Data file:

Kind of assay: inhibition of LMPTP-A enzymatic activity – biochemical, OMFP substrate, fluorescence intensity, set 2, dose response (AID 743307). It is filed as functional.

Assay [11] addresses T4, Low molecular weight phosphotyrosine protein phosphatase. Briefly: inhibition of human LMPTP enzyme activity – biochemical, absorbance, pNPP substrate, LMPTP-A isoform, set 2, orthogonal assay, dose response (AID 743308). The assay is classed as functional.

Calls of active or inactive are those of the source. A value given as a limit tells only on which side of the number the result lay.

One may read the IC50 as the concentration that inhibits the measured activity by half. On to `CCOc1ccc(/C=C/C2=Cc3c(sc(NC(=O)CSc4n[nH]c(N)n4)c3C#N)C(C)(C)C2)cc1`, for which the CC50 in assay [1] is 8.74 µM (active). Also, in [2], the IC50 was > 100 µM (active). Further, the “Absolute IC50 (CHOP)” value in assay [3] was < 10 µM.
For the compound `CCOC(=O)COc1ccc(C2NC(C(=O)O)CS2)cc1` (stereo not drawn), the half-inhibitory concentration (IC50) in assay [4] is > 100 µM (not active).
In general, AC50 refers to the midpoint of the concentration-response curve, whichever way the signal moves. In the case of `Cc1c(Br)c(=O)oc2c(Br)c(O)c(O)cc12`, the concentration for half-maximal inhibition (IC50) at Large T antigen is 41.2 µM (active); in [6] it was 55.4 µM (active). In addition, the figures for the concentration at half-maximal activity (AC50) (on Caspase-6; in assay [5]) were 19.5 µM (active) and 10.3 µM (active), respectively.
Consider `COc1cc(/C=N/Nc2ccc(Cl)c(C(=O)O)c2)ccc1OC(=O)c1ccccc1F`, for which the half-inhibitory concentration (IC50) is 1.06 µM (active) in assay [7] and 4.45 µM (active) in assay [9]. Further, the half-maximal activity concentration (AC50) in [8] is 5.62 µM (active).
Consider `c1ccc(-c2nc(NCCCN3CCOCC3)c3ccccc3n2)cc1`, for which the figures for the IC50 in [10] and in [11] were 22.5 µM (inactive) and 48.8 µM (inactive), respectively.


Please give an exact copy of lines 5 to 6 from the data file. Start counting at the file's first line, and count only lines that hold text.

For the compound `CCOC(=O)COc1ccc(C2NC(C(=O)O)CS2)cc1` (stereo not drawn), the half-inhibitory concentration (IC50) in assay [4] is > 100 µM (not active).
In general, AC50 refers to the midpoint of the concentration-response curve, whichever way the signal moves. In the case of `Cc1c(Br)c(=O)oc2c(Br)c(O)c(O)cc12`, the concentration for half-maximal inhibition (IC50) at Large T antigen is 41.2 µM (active); in [6] it was 55.4 µM (active). In addition, the figures for the concentration at half-maximal activity (AC50) (on Caspase-6; in assay [5]) were 19.5 µM (active) and 10.3 µM (active), respectively.